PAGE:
Behind "successful" land acquisition : a case study of the Van Quan new urban area project in Hanoi, Vietnam
Author(s)Bui, Phuong Anh, M. C. P. Massachusetts Institute of Technology
Case study of the Van Quan new urban area project in Hanoi, Vietnam
Massachusetts Institute of Technology. Dept. of Urban Studies and Planning.
Annette M. Kim.
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The transition to a market economy has sparked Vietnam's unprecedented urbanization and industrialization. In order to accommodate the spiraling land demand triggered by urban and economic growth, the Vietnamese government has been using the mechanism of compulsory acquisition at an astounding scale to convert massive amount of agricultural land to urban land for non-agricultural uses. A large number of the country's poorest, most vulnerable citizens have been forced out of their land to make way for development projects, yet, they are also the group that have least benefited from them. Compulsory acquisition has therefore been the fundamental cause of social conflicts. The growing public resistance against compulsory acquisition makes consolidating land the most difficult step in the housing development process, and one that is frequently beset with disputes and negotiation impasse, causing significant project delays. This thesis examines the dynamics behind the site clearance process for the 62-hectare Van Quan new urban area project, a state-led urban housing development project conducted by a state-owned developer, the Housing and Urban Development Corporation (HUD). Given the sizable scale of the project, it is expected that site clearance would be particularly long and arduous. Yet, HUD was able to complete land acquisition within 6 months. The thesis aims to understand why the Van Quan project had such a rapid site clearance process despite its scale and complexity.(cont.) The findings reveal that structural conditions of the project and developer's own innovativeness were key factors shaping the auspicious land acquisition outcome. Moreover, contrary to the popular belief that state developers tend to resort to coercive measures in handling site clearance, HUD was actually rather accommodating towards farmers' demand. The thesis concludes by discussing two hypotheses that may explain this seemingly benevolent behavior of HUD as well as policy implications for implementing site clearance for other projects.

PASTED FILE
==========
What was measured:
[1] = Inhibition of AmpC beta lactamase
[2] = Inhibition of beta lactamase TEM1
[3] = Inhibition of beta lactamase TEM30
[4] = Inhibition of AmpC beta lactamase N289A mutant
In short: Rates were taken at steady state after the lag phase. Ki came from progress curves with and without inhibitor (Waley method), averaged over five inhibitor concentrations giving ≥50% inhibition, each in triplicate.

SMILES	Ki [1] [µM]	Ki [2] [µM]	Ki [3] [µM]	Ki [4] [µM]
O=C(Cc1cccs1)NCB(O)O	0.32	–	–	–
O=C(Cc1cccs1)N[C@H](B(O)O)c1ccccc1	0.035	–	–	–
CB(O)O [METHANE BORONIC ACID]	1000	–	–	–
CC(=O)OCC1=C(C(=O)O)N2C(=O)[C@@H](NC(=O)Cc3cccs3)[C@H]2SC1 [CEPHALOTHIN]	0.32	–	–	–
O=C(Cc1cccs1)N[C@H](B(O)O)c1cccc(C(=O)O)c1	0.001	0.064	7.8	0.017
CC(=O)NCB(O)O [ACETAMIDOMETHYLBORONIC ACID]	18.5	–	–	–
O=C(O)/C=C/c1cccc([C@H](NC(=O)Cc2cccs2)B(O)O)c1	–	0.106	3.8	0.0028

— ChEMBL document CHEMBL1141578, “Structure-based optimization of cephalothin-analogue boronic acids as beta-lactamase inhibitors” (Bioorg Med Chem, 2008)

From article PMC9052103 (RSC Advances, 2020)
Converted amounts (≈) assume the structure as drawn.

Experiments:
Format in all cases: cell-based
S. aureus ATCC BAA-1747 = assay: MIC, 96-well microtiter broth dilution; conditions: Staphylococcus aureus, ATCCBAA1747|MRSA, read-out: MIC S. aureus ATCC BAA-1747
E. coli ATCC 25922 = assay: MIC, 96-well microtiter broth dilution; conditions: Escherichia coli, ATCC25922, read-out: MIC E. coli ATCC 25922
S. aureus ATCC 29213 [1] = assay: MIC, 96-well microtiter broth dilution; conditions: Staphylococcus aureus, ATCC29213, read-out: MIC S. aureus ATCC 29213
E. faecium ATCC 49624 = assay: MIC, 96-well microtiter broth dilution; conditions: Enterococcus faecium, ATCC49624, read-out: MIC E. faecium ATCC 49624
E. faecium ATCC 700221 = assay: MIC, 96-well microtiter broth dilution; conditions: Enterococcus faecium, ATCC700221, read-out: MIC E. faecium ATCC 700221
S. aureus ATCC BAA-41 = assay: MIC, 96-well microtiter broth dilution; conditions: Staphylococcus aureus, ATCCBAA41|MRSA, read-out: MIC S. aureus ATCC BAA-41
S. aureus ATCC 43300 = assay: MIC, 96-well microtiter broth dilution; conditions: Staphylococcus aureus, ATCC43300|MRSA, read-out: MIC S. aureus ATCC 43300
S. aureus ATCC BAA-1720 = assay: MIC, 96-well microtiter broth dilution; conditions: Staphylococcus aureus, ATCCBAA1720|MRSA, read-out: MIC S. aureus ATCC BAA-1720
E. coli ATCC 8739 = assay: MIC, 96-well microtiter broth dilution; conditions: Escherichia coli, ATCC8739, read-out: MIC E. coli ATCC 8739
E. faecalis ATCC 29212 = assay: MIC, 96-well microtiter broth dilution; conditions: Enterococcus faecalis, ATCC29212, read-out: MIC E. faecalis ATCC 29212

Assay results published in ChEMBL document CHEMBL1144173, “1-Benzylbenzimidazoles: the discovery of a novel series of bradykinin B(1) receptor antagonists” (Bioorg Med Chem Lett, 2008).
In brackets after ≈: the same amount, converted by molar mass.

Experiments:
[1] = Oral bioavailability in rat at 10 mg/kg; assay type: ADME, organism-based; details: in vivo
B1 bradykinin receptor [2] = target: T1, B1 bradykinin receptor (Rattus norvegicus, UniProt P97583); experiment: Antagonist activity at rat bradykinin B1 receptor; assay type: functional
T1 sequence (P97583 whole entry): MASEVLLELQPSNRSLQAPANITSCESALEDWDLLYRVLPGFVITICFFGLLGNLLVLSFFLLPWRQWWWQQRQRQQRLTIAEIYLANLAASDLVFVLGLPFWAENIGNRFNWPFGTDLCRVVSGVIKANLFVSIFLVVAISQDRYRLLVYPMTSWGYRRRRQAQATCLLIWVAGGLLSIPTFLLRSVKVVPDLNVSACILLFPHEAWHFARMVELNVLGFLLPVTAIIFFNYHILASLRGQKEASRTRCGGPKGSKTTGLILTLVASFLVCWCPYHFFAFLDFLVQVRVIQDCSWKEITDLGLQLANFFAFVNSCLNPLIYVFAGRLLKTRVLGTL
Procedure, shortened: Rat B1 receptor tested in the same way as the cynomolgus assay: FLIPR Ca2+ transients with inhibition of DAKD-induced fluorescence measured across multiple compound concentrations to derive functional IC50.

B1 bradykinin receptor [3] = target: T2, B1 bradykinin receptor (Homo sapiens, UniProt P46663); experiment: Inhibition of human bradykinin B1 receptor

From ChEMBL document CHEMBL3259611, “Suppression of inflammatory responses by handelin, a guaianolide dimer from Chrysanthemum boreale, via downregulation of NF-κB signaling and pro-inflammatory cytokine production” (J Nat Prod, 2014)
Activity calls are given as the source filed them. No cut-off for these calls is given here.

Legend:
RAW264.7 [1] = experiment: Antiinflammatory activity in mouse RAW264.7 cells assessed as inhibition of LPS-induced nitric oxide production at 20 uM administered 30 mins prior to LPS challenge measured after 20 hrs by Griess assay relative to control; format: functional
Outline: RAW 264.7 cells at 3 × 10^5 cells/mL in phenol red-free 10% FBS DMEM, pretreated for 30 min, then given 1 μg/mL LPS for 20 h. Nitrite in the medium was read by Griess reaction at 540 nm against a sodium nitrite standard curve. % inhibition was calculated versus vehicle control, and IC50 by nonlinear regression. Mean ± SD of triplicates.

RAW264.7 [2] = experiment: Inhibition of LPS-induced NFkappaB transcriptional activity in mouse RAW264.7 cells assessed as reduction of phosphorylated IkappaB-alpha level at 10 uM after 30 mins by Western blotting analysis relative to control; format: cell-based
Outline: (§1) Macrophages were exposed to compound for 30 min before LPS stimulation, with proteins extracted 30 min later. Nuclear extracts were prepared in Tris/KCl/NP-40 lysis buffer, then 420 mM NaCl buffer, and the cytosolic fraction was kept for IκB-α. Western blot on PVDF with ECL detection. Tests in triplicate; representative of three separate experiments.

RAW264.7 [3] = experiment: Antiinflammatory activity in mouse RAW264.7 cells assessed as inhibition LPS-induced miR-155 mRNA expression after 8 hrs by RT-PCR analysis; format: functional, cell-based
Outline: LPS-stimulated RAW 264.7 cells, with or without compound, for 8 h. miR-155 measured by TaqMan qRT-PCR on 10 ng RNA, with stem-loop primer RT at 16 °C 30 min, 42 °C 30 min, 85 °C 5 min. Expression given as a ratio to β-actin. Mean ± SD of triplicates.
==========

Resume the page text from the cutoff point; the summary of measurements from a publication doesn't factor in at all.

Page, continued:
Thesis (M.C.P.)--Massachusetts Institute of Technology, Dept. of Urban Studies and Planning, 2009.Includes bibliographical references (p. 110-114).
DepartmentMassachusetts Institute of Technology. Department of Urban Studies and Planning
Massachusetts Institute of Technology
Urban Studies and Planning.